Answer from Council Candidate Jeremy Sarnecky

“Candidate did not supply an answer.”

Answer from Council Candidate Stephen Seymour

I support parking meters in downtown San Bruno. The revenue raised would eventually pay for long-needed and overdue improvements. The revenue should stay downtown to improve our vital business district.

Q2.    HOW should the Transit Corridor Plan be changed, improved, or repealed?

Answer from Current Mayor Rico Medina

The City Council did make a change over a year ago which increased the parking requirement from what was originally presented.  I do not feel it needs to be repealed. I believe there is sufficient flexibility in the plan going forward if something needs to be improved. 

Answer from Mayoral Candidate Linda Mason

We should engage the public for direction.

Answer from Council Candidate Tom Hamilton

I would be in favor of studying the height limits to make them more uniform within each area and studying overall density limits to ensure that potential developments do not impact surrounding residential neighborhoods to extreme levels. I am not in favor of repealing the transit corridor plan.

Answer from Council Candidate Stephan Marshall

I don’t feel like the Transit Corridor Plan should be changed as it articulates the community’s vision for a revitalized commercial district.  The voters passing of Measure N further solidified the community’s wishes.

Answer from Council Candidate & Current Vice Mayor Michael Salazar

This plan, like any other plan, should be reviewed periodically to make sure it still meets the needs of the City and the region.  At this time, I believe it is still a sound blueprint for our anticipated needs but may need occasional fine tuning.  For example, my Council colleagues and I took steps to increase the allocation of parking.

Answer from Council Candidate Jeremy Sarnecky

“Candidate did not supply an answer.”

Answer from Council Candidate Stephen Seymour

The TCP was developed with public input. We should continue the dialogue with the residents to make improvements in the TCP. I believe this could be done without reducing the total units we are expected to build, but rather in a way that reduces the impact on existing neighborhoods. I do not support changes without public direction.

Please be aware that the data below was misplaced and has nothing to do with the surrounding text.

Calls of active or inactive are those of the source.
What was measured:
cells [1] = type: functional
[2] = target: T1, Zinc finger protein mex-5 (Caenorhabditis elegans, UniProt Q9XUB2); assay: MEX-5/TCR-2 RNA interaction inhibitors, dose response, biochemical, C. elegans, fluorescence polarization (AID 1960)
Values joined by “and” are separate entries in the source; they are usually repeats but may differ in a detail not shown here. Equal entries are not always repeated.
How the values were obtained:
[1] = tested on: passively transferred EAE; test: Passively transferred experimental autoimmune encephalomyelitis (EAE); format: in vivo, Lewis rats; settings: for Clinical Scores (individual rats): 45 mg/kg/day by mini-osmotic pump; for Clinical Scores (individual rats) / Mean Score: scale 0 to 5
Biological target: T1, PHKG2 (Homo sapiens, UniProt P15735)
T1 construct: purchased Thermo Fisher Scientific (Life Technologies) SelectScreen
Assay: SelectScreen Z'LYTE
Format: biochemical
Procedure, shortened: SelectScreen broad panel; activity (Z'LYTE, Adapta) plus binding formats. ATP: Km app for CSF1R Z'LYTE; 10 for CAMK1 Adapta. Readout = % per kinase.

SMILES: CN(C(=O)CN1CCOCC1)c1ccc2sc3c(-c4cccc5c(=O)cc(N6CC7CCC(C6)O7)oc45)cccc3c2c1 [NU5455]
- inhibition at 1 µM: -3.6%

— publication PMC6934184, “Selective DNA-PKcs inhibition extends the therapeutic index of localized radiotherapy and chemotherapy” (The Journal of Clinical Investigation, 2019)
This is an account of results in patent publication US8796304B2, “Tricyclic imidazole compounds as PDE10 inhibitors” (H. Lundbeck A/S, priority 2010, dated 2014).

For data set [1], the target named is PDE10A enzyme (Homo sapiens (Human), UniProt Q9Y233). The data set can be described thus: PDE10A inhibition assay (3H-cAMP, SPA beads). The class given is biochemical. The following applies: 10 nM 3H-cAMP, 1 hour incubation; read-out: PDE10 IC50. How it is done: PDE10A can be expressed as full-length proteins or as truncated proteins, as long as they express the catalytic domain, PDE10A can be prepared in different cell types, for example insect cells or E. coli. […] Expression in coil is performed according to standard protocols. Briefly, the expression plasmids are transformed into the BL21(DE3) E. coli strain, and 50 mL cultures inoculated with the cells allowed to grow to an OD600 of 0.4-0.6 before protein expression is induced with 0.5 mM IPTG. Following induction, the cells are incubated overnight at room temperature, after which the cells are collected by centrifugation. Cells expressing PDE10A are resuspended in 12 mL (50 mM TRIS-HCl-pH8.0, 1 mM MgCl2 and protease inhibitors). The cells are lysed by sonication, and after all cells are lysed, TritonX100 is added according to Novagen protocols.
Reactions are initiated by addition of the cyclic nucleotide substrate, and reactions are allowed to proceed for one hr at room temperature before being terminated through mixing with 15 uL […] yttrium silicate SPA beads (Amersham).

Q3.    WHERE would you propose to use Eminent Domain in San Bruno and WHY?

Answer from Current Mayor Rico Medina

Pasts City Councils during the construction of BART did not use Eminent Domain nor did we allow it for the Scott Street Grade Separation last year.  At this time, there is no project before us in the short term or long term where I would support this use.

Answer from Mayoral Candidate Linda Mason

I am not aware of any projects that would require Eminent Domain nor do I propose any.

Answer from Council Candidate Tom Hamilton

I am not proposing using Eminent Domain anywhere in San Bruno. More often than not, invoking eminent domain displaces our most vulnerable members of our community.

Answer from Council Candidate Stephan Marshall

I can’t imagine ever proposing Eminent Domain in San Bruno unless it was a serious health and safety issue.

Answer from Council Candidate & Current Vice Mayor Michael Salazar

I do not support the use of eminent domain.  I am not aware of any situation in San Bruno that would require the need to use eminent domain. Recently the Council considered options for the Scott Street train crossing.  We voted unanimously against a plan that would have requiring the taking of homes.

Answer from Council Candidate Jeremy Sarnecky

“Candidate did not supply an answer.”

Answer from Council Candidate Stephen Seymour

I am not in favor of Eminent Domain. People should not be fearful of losing their homes.